The person I particularly enjoyed listening to was former head of general electric, who has set up "Autism Speaks" in the US to campaign for autism awareness. When asked what the big difference between his job as a top Corporate CEO and running a Charity he said, "the perks and the pay really suck"! One of the other panellists said a big difference was also you have to be more democratic and suffer fools gladly!
Core to the CGI concept is the "commitment" process. Companies commit to goals to reduce carbon emissions or to supprot non profits in Africa for example and non profits make commitments to carry out work if they can find the funding through the network of CGI. One of the themes for this years CGI is about developing human capital and building infrastructure. So ACEVO and Euclid have put together a propopsal which I have been speaking about at this CGI. It is based on the concept- core to ACEVOs work- that a healthy civil society and effective democracy requires strong sector leaders.
The role of civil society has proven critical in the path towards democracy in the Balklans and Former Soviet Union. These are two of the regions where ACEVO & Euclid Network are already playing a key role in developing civil society by connecting and empowering its civil society leaders.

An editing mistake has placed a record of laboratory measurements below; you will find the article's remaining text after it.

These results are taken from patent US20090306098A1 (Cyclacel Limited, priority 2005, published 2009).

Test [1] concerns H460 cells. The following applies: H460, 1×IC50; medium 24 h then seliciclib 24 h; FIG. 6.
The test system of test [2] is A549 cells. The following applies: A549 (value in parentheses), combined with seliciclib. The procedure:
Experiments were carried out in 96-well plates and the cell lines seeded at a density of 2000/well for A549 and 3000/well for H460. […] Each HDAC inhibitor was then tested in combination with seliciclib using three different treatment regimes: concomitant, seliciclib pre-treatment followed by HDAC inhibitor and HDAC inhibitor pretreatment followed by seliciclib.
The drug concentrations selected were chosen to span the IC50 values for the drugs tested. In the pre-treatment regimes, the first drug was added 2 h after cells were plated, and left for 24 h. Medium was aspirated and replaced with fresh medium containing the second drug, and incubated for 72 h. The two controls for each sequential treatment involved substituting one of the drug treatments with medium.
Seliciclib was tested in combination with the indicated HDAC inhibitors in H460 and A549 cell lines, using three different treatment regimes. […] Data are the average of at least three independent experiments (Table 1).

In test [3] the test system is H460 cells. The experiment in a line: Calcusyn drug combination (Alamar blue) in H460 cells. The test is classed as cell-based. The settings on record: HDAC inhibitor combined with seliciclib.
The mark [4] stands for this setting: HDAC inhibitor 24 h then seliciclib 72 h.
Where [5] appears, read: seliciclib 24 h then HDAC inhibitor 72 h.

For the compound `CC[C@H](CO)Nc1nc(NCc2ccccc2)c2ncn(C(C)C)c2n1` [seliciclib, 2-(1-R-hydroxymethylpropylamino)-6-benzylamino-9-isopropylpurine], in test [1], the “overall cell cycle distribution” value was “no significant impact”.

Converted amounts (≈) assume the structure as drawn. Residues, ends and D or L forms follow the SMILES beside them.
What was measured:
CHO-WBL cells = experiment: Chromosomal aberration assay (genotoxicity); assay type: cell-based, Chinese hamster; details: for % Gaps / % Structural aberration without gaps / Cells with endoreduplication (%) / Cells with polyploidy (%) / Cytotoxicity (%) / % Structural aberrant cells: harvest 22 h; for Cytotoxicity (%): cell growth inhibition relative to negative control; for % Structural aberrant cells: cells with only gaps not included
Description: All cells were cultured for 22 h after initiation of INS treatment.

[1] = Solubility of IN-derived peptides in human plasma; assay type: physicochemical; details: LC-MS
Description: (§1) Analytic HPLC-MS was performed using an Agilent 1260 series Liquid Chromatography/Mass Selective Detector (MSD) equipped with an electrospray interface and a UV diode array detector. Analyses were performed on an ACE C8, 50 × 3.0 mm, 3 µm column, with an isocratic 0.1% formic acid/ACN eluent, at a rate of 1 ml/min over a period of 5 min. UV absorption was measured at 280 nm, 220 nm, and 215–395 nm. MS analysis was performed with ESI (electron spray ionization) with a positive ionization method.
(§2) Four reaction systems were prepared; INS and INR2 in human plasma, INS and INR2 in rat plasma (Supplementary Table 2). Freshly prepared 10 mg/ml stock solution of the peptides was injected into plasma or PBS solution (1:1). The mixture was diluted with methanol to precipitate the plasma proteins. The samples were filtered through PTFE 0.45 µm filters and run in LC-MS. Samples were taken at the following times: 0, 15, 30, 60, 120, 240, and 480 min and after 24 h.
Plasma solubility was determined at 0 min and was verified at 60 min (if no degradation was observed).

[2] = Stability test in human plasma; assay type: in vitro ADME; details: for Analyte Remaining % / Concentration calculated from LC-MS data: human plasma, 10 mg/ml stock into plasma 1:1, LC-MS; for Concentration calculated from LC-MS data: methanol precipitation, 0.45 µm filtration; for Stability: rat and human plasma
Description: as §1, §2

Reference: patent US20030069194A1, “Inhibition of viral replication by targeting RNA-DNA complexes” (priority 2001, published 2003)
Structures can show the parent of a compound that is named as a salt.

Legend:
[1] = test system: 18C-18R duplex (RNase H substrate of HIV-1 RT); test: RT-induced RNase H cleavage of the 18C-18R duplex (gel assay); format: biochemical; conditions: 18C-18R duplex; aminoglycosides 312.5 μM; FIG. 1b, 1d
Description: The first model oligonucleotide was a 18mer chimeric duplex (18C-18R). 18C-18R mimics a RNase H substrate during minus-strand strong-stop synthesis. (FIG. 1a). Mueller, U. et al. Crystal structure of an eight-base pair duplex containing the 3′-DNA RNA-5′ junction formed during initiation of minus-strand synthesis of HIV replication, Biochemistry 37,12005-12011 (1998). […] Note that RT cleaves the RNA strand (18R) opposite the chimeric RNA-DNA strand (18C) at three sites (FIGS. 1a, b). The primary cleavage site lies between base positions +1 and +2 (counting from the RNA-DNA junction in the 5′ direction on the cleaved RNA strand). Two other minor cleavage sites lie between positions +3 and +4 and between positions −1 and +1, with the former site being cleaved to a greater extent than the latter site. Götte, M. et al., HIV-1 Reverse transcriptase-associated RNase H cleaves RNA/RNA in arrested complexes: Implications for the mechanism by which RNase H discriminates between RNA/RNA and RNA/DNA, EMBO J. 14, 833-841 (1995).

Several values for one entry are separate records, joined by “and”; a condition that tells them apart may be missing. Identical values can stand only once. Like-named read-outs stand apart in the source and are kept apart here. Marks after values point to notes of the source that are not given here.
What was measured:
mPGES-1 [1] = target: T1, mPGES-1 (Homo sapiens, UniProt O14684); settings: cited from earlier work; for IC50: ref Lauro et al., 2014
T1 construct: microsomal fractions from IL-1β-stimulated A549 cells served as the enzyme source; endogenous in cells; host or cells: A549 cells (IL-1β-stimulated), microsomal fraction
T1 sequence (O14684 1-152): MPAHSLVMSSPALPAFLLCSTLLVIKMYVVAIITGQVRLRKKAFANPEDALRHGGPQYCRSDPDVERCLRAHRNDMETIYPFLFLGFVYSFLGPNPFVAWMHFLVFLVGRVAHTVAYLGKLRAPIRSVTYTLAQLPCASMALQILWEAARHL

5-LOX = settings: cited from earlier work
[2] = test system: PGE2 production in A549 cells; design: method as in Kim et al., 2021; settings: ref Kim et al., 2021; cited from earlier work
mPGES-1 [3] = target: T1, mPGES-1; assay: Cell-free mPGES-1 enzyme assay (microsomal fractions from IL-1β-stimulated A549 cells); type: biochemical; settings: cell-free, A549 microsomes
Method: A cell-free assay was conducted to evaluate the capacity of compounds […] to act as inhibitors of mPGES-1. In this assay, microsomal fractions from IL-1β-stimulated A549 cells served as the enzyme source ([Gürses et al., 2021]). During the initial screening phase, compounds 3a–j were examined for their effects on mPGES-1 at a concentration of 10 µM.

We plan to expand our projects and reach to the Middle East and Northern Africa this year, where links between civil society organisations and support for civil society leaders are currently underdeveloped and unexplored. This will involve connecting civil society leaders from the region to their European peers to encourage the development of a European civil society that goes beyond the borders of the European Union. We will also focus on improving the relationship between civil society organisations and governments in the region with the aim of replicating the success we have had in other regions on this front. We will be conducting the project alongside the brilliant Dr Ani al Banna, founder of Islamic Relief, Muslim Charity Forum, and the Humanitarian Forum.
This weeks news has been dominated by the continuing efforts to find pece in the Middle East. If we can help this by supporting the non profits in those countries we can make a contribution to that process.
Interesting thoughts ref aid/investment and grants/loans - fully agree that the Social Investment Business approach is spot on in terms of grants for the early work to be able to move things forward (or not) to the full loan.
Measurement of social impact - critical that this is developed but disagree that measurement would lead to an increase in avoidance of risk - if it does, the wrong people are assessing the opportunities (as risk comes before, measurement comes after). Undertaken correctly, social impact measures should sit alongside other criteria (e.g. including costs, resources etc) in any proposal/plan and the risks of success or failure against each measure assessed.
Assessment of 'failures' should (again, if the right people are undertaking the assessment) lead to a better understanding of how to measure performance (afterwards) and how to assess risks (before)...